(We here at Hammer to Nail are all about true independent cinema. But we also have to tip our hat to the great films of yesteryear that continue to inspire filmmakers and cinephiles alike. This week, our “The Curbside Criterion” continues where HtN staff can trot out thoughts on the finest films ever made. Today Brad Cook delves into one of the best films about cinema ever, Cinema Paradiso which is out now in gorgeous Blu ray via Arrow Films.)
I’ve always been a sucker for movies that are about the love of film, and how that love feeds into something that’s a bigger part of the characters’ lives. Purple Rose of Cairo is one such film, as is Hugo. I have to confess that, for whatever reason, I didn’t indulge in Cinema Paradiso until I had a chance to review this new Special Edition. I’m glad I finally did.
Told in flashback, Cinema Paradiso’s story centers around the life of Salvatore, known as Toto as a child. We first meet him as an adult who has become a well-known film director. When he learns of the death of a close friend from his past, he travels to his boyhood village in Italy and remembers the formative experiences that revolved around cinema and his love of a young woman. Those two infatuations intersected each other in various ways, and director Giuseppe Tornatore skillfully weaves them together.
In Toto’s village, the church doubled as a movie theater. As the child of a harried single mother, he spends as much time there as he can, indulging in the classics of Charlie Chaplin and others, including the films made in his home country. He befriends the projectionist, Alfredo, whose tasks include censoring the movies for the priest. Alfredo becomes a father figure to him, helping guide him through life, and it’s his passing that serves as the catalyst for the story in act one.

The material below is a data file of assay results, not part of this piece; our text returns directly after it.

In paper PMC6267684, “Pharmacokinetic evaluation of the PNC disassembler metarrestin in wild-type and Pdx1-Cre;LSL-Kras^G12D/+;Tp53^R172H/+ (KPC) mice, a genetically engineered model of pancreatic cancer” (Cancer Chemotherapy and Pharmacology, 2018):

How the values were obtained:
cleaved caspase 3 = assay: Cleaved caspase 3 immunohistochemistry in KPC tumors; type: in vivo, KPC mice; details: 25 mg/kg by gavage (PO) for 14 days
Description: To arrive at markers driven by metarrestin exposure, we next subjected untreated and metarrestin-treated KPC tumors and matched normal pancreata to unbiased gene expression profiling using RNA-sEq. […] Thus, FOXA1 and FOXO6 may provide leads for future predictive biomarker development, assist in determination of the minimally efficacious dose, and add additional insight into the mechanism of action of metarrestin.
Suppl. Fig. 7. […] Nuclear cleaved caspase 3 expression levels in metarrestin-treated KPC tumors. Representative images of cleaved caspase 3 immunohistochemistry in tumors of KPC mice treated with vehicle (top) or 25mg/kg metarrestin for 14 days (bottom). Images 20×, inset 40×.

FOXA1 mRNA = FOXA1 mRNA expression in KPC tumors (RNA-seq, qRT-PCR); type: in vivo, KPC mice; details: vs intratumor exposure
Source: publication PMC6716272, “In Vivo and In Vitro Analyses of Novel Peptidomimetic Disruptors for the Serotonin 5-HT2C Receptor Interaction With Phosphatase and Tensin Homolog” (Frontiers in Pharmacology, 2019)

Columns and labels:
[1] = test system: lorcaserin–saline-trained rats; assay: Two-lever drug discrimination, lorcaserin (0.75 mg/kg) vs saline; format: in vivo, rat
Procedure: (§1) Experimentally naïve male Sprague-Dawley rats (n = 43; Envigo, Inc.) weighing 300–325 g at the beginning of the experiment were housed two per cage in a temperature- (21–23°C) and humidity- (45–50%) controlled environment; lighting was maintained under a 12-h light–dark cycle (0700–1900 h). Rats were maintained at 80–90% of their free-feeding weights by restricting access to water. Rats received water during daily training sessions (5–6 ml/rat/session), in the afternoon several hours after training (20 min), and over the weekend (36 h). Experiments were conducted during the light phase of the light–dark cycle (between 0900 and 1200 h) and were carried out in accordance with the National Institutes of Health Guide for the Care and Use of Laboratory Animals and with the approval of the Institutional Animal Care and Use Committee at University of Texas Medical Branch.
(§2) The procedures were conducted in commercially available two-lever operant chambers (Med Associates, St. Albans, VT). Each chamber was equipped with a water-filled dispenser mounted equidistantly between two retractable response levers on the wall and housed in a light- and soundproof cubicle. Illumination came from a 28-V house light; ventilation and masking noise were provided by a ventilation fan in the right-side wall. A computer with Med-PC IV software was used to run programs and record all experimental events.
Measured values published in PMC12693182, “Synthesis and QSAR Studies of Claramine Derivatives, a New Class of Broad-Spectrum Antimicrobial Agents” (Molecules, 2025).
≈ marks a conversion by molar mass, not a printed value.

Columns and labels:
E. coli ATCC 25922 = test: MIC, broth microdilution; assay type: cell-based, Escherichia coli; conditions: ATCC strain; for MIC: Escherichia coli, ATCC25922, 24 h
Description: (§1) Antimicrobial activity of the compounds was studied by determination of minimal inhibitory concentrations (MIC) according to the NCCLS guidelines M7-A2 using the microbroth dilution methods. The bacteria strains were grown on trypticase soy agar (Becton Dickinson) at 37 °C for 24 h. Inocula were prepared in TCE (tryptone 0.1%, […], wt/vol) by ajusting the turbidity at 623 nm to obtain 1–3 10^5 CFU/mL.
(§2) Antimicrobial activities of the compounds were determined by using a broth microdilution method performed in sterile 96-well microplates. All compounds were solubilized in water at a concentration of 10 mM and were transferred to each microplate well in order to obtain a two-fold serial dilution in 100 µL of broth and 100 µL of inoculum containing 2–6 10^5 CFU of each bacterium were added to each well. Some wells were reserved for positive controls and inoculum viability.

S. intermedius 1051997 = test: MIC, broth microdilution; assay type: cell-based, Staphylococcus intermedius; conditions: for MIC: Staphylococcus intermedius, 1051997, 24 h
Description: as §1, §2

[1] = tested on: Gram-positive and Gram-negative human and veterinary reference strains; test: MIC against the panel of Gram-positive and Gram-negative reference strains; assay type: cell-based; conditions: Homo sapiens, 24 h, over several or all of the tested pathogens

No matter what era we grew up in, Cinema Paradiso offers a powerful allegory for those of us who loved movies during our formative years. It examines the idea that we can never step in the same stream twice, and thus we can never recapture the raw emotions of our childhood, but we can embrace them and appreciate how those experiences shaped who we are now.
Cinema Paradiso won the 1989 Oscar for Best Foreign Film, and that 124-minute version is included here. There’s also a Director’s Cut that debuted in theaters in 2002, and it’s included in this two-disc Blu-ray release too. It expands the running time by about 50 minutes, adding quite a bit of footage to the third act and resolving some questions about what happened to Salvatore’s teenage love. While some of it adds intriguing layers to the story, it’s not clear that all of it should have been included. Sometimes less is more.
The theatrical version includes a commentary track that mostly features Italian cinema expert and critic Millicent Marcus. Tornatore drops in here and there with comments, but the two were recorded separately. The bulk of the discussion is of a scholarly bent, much like Criterion’s “film class in a box” approach.
The other main bonus feature is A Dream of Sicily, which runs nearly an hour and covers the making of the movie, as well as Tornatore’s recollections of his early years and how he navigated the Italian film industry. Italian director Francesco Rossi and Sicilian artist Peppino Ducato also make appearances. It was released in 2000.
Tornatore also talks about Cinema Paradiso in A Bear and a Mouse in Paradise, which runs nearly half an hour. The director notes, among other things, how he was inspired to make the movie while assisting a movie theater owner with the disassembling of some equipment. It’s the kind of thing that now seems as quaint as a photographer reminiscing about working in a dark room, but it’s nice to capture that kind of history.
Finally, Tornatore discusses the movie’s well-known finale in a seven-minute featurette. Also included are trailers for the movie’s 25th anniversary and the release of the Director’s Cut, as well as a print booklet that has an essay by Italian cinema critic Pasquale Iannone.
– Brad Cook (@BradCWriter)